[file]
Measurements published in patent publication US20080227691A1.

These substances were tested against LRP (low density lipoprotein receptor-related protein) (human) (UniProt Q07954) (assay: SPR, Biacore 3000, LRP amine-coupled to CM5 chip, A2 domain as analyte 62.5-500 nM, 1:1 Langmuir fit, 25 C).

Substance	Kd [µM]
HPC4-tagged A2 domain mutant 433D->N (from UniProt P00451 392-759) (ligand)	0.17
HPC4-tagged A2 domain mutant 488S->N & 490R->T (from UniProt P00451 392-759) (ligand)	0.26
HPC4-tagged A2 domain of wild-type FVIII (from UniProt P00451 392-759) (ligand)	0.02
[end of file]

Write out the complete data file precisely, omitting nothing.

Measurements published in patent publication US20080227691A1.

These substances were tested against LRP (low density lipoprotein receptor-related protein) (human) (UniProt Q07954) (assay: SPR, Biacore 3000, LRP amine-coupled to CM5 chip, A2 domain as analyte 62.5-500 nM, 1:1 Langmuir fit, 25 C).

Substance	Kd [µM]
HPC4-tagged A2 domain mutant 433D->N (from UniProt P00451 392-759) (ligand)	0.17
HPC4-tagged A2 domain mutant 488S->N & 490R->T (from UniProt P00451 392-759) (ligand)	0.26
HPC4-tagged A2 domain of wild-type FVIII (from UniProt P00451 392-759) (ligand)	0.02